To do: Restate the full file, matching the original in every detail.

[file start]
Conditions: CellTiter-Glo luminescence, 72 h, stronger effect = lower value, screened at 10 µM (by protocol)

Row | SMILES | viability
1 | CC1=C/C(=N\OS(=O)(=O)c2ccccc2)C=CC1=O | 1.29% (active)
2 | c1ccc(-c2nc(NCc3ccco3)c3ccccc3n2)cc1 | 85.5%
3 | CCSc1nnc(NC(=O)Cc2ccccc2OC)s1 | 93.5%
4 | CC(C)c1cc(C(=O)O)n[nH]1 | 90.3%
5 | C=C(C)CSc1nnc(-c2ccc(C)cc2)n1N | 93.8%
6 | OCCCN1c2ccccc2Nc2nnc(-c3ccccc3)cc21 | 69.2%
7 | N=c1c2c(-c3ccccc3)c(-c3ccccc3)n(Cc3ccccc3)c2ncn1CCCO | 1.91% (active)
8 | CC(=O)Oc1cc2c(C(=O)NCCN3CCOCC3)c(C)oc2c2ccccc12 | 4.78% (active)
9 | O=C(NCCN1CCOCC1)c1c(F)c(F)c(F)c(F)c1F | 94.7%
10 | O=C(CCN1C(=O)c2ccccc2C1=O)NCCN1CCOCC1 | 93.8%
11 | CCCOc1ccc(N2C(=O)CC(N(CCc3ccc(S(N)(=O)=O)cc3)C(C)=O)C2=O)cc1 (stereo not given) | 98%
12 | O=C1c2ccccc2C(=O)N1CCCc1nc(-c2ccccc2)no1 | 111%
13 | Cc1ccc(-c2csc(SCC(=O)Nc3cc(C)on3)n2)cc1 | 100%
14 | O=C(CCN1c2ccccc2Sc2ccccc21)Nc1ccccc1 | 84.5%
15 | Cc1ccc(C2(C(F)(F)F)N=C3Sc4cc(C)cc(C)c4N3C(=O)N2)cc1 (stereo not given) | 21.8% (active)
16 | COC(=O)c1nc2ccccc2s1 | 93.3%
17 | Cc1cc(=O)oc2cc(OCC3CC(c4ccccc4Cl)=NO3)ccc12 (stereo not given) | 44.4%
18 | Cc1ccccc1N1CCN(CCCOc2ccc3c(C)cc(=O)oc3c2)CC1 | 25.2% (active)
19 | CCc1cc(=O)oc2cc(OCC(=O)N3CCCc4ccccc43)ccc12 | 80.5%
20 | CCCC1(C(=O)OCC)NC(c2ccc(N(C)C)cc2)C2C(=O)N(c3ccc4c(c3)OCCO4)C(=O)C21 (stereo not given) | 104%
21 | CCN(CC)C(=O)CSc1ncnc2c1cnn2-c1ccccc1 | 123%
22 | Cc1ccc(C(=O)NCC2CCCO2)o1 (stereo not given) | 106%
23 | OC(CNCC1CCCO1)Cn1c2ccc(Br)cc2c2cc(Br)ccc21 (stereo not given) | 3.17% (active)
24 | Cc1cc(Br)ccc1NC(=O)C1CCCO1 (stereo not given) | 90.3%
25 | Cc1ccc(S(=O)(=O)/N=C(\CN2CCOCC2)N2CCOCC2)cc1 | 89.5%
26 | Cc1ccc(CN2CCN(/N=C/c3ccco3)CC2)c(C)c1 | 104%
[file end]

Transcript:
Conditions: CellTiter-Glo luminescence, 72 h, stronger effect = lower value, screened at 10 µM (by protocol)

Row | SMILES | viability
1 | CC1=C/C(=N\OS(=O)(=O)c2ccccc2)C=CC1=O | 1.29% (active)
2 | c1ccc(-c2nc(NCc3ccco3)c3ccccc3n2)cc1 | 85.5%
3 | CCSc1nnc(NC(=O)Cc2ccccc2OC)s1 | 93.5%
4 | CC(C)c1cc(C(=O)O)n[nH]1 | 90.3%
5 | C=C(C)CSc1nnc(-c2ccc(C)cc2)n1N | 93.8%
6 | OCCCN1c2ccccc2Nc2nnc(-c3ccccc3)cc21 | 69.2%
7 | N=c1c2c(-c3ccccc3)c(-c3ccccc3)n(Cc3ccccc3)c2ncn1CCCO | 1.91% (active)
8 | CC(=O)Oc1cc2c(C(=O)NCCN3CCOCC3)c(C)oc2c2ccccc12 | 4.78% (active)
9 | O=C(NCCN1CCOCC1)c1c(F)c(F)c(F)c(F)c1F | 94.7%
10 | O=C(CCN1C(=O)c2ccccc2C1=O)NCCN1CCOCC1 | 93.8%
11 | CCCOc1ccc(N2C(=O)CC(N(CCc3ccc(S(N)(=O)=O)cc3)C(C)=O)C2=O)cc1 (stereo not given) | 98%
12 | O=C1c2ccccc2C(=O)N1CCCc1nc(-c2ccccc2)no1 | 111%
13 | Cc1ccc(-c2csc(SCC(=O)Nc3cc(C)on3)n2)cc1 | 100%
14 | O=C(CCN1c2ccccc2Sc2ccccc21)Nc1ccccc1 | 84.5%
15 | Cc1ccc(C2(C(F)(F)F)N=C3Sc4cc(C)cc(C)c4N3C(=O)N2)cc1 (stereo not given) | 21.8% (active)
16 | COC(=O)c1nc2ccccc2s1 | 93.3%
17 | Cc1cc(=O)oc2cc(OCC3CC(c4ccccc4Cl)=NO3)ccc12 (stereo not given) | 44.4%
18 | Cc1ccccc1N1CCN(CCCOc2ccc3c(C)cc(=O)oc3c2)CC1 | 25.2% (active)
19 | CCc1cc(=O)oc2cc(OCC(=O)N3CCCc4ccccc43)ccc12 | 80.5%
20 | CCCC1(C(=O)OCC)NC(c2ccc(N(C)C)cc2)C2C(=O)N(c3ccc4c(c3)OCCO4)C(=O)C21 (stereo not given) | 104%
21 | CCN(CC)C(=O)CSc1ncnc2c1cnn2-c1ccccc1 | 123%
22 | Cc1ccc(C(=O)NCC2CCCO2)o1 (stereo not given) | 106%
23 | OC(CNCC1CCCO1)Cn1c2ccc(Br)cc2c2cc(Br)ccc21 (stereo not given) | 3.17% (active)
24 | Cc1cc(Br)ccc1NC(=O)C1CCCO1 (stereo not given) | 90.3%
25 | Cc1ccc(S(=O)(=O)/N=C(\CN2CCOCC2)N2CCOCC2)cc1 | 89.5%
26 | Cc1ccc(CN2CCN(/N=C/c3ccco3)CC2)c(C)c1 | 104%